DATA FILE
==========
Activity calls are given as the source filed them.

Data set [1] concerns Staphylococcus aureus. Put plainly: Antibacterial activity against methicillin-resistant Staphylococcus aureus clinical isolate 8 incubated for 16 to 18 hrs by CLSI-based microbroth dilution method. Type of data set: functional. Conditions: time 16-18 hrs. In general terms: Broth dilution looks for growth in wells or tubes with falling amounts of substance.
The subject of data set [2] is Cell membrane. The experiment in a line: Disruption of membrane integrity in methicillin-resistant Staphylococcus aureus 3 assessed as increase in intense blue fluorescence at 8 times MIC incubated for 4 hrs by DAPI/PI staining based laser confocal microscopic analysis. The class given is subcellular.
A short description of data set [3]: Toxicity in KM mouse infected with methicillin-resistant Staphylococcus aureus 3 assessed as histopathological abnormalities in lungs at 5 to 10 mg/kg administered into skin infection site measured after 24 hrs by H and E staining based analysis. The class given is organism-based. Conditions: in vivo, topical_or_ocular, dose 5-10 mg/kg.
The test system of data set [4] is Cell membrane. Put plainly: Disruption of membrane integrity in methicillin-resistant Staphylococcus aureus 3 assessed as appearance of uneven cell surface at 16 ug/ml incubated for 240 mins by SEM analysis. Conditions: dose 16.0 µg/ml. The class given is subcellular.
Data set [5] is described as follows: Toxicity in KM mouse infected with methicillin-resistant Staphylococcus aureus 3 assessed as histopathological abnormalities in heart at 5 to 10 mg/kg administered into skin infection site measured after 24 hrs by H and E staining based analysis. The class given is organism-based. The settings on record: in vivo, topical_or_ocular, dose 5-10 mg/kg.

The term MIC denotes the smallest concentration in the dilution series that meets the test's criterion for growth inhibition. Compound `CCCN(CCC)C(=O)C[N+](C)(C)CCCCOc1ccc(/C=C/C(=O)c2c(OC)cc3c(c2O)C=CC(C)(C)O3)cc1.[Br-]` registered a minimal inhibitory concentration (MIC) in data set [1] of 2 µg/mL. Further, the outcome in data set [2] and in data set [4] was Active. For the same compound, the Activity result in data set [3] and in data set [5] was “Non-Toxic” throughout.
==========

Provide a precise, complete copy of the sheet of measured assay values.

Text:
Activity calls are given as the source filed them.

Data set [1] concerns Staphylococcus aureus. Put plainly: Antibacterial activity against methicillin-resistant Staphylococcus aureus clinical isolate 8 incubated for 16 to 18 hrs by CLSI-based microbroth dilution method. Type of data set: functional. Conditions: time 16-18 hrs. In general terms: Broth dilution looks for growth in wells or tubes with falling amounts of substance.
The subject of data set [2] is Cell membrane. The experiment in a line: Disruption of membrane integrity in methicillin-resistant Staphylococcus aureus 3 assessed as increase in intense blue fluorescence at 8 times MIC incubated for 4 hrs by DAPI/PI staining based laser confocal microscopic analysis. The class given is subcellular.
A short description of data set [3]: Toxicity in KM mouse infected with methicillin-resistant Staphylococcus aureus 3 assessed as histopathological abnormalities in lungs at 5 to 10 mg/kg administered into skin infection site measured after 24 hrs by H and E staining based analysis. The class given is organism-based. Conditions: in vivo, topical_or_ocular, dose 5-10 mg/kg.
The test system of data set [4] is Cell membrane. Put plainly: Disruption of membrane integrity in methicillin-resistant Staphylococcus aureus 3 assessed as appearance of uneven cell surface at 16 ug/ml incubated for 240 mins by SEM analysis. Conditions: dose 16.0 µg/ml. The class given is subcellular.
Data set [5] is described as follows: Toxicity in KM mouse infected with methicillin-resistant Staphylococcus aureus 3 assessed as histopathological abnormalities in heart at 5 to 10 mg/kg administered into skin infection site measured after 24 hrs by H and E staining based analysis. The class given is organism-based. The settings on record: in vivo, topical_or_ocular, dose 5-10 mg/kg.

The term MIC denotes the smallest concentration in the dilution series that meets the test's criterion for growth inhibition. Compound `CCCN(CCC)C(=O)C[N+](C)(C)CCCCOc1ccc(/C=C/C(=O)c2c(OC)cc3c(c2O)C=CC(C)(C)O3)cc1.[Br-]` registered a minimal inhibitory concentration (MIC) in data set [1] of 2 µg/mL. Further, the outcome in data set [2] and in data set [4] was Active. For the same compound, the Activity result in data set [3] and in data set [5] was “Non-Toxic” throughout.